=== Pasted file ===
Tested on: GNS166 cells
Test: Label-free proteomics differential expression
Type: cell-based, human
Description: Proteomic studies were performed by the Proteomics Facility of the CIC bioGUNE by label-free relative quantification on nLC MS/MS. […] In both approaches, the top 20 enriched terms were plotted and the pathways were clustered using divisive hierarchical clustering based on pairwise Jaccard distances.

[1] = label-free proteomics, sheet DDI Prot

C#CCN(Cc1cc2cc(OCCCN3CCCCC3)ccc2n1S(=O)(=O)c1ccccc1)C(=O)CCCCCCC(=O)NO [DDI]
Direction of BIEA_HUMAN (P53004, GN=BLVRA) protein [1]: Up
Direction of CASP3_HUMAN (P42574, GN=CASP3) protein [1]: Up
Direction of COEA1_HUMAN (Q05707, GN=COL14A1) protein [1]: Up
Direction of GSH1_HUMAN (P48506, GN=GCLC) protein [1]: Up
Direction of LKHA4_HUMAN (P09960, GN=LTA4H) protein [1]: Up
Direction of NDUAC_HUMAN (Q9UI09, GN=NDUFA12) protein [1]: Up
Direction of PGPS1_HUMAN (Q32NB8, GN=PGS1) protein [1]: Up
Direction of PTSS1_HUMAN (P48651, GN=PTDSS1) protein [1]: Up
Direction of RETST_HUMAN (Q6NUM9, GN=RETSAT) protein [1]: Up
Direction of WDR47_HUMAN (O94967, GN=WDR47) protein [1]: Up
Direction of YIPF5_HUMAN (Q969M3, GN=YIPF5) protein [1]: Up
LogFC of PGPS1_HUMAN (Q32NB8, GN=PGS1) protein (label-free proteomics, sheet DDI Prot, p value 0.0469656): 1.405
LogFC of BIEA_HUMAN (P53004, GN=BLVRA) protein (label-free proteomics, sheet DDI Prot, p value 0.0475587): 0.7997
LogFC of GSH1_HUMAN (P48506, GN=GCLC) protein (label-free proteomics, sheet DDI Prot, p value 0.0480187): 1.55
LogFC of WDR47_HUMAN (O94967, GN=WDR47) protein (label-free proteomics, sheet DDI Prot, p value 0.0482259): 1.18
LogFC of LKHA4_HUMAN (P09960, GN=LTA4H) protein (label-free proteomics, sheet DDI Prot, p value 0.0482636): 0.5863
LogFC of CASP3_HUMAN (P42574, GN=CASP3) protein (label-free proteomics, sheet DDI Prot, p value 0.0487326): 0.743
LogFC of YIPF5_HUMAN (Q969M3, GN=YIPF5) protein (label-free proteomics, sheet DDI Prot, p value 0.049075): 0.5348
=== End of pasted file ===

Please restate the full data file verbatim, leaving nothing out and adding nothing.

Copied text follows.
Tested on: GNS166 cells
Test: Label-free proteomics differential expression
Type: cell-based, human
Description: Proteomic studies were performed by the Proteomics Facility of the CIC bioGUNE by label-free relative quantification on nLC MS/MS. […] In both approaches, the top 20 enriched terms were plotted and the pathways were clustered using divisive hierarchical clustering based on pairwise Jaccard distances.

[1] = label-free proteomics, sheet DDI Prot

C#CCN(Cc1cc2cc(OCCCN3CCCCC3)ccc2n1S(=O)(=O)c1ccccc1)C(=O)CCCCCCC(=O)NO [DDI]
Direction of BIEA_HUMAN (P53004, GN=BLVRA) protein [1]: Up
Direction of CASP3_HUMAN (P42574, GN=CASP3) protein [1]: Up
Direction of COEA1_HUMAN (Q05707, GN=COL14A1) protein [1]: Up
Direction of GSH1_HUMAN (P48506, GN=GCLC) protein [1]: Up
Direction of LKHA4_HUMAN (P09960, GN=LTA4H) protein [1]: Up
Direction of NDUAC_HUMAN (Q9UI09, GN=NDUFA12) protein [1]: Up
Direction of PGPS1_HUMAN (Q32NB8, GN=PGS1) protein [1]: Up
Direction of PTSS1_HUMAN (P48651, GN=PTDSS1) protein [1]: Up
Direction of RETST_HUMAN (Q6NUM9, GN=RETSAT) protein [1]: Up
Direction of WDR47_HUMAN (O94967, GN=WDR47) protein [1]: Up
Direction of YIPF5_HUMAN (Q969M3, GN=YIPF5) protein [1]: Up
LogFC of PGPS1_HUMAN (Q32NB8, GN=PGS1) protein (label-free proteomics, sheet DDI Prot, p value 0.0469656): 1.405
LogFC of BIEA_HUMAN (P53004, GN=BLVRA) protein (label-free proteomics, sheet DDI Prot, p value 0.0475587): 0.7997
LogFC of GSH1_HUMAN (P48506, GN=GCLC) protein (label-free proteomics, sheet DDI Prot, p value 0.0480187): 1.55
LogFC of WDR47_HUMAN (O94967, GN=WDR47) protein (label-free proteomics, sheet DDI Prot, p value 0.0482259): 1.18
LogFC of LKHA4_HUMAN (P09960, GN=LTA4H) protein (label-free proteomics, sheet DDI Prot, p value 0.0482636): 0.5863
LogFC of CASP3_HUMAN (P42574, GN=CASP3) protein (label-free proteomics, sheet DDI Prot, p value 0.0487326): 0.743
LogFC of YIPF5_HUMAN (Q969M3, GN=YIPF5) protein (label-free proteomics, sheet DDI Prot, p value 0.049075): 0.5348